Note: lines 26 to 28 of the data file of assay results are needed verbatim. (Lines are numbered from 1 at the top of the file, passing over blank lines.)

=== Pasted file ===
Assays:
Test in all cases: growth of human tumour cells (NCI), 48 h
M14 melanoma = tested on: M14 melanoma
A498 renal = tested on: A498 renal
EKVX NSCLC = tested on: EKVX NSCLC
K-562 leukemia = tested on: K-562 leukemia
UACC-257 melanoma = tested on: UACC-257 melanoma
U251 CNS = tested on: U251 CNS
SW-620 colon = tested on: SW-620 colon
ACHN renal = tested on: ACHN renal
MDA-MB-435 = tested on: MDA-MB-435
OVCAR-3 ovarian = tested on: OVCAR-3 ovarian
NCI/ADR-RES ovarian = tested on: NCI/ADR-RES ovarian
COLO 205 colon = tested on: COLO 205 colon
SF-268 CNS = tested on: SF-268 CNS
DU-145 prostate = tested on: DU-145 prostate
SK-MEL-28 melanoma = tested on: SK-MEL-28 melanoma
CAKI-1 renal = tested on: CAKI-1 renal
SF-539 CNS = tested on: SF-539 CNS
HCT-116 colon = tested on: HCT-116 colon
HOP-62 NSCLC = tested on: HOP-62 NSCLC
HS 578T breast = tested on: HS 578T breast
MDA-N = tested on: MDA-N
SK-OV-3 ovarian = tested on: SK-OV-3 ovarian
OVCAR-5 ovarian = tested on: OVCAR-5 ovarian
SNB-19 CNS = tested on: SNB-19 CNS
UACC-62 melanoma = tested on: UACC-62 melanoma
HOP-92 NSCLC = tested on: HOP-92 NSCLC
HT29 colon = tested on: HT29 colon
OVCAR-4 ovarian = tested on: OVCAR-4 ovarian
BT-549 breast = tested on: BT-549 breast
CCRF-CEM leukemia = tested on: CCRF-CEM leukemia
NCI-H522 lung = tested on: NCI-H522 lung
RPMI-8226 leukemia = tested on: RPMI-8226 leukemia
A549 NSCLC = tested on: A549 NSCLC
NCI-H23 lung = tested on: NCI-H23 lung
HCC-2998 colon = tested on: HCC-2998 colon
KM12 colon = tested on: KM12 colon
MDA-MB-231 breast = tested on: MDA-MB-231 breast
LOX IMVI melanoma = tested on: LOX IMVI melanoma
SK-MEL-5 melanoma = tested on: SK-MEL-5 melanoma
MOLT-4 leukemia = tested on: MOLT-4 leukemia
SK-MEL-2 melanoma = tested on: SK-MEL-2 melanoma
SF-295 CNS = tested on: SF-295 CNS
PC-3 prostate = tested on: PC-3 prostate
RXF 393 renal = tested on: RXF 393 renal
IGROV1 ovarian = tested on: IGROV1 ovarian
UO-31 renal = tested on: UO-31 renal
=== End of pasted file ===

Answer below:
SNB-19 CNS = tested on: SNB-19 CNS
UACC-62 melanoma = tested on: UACC-62 melanoma
HOP-92 NSCLC = tested on: HOP-92 NSCLC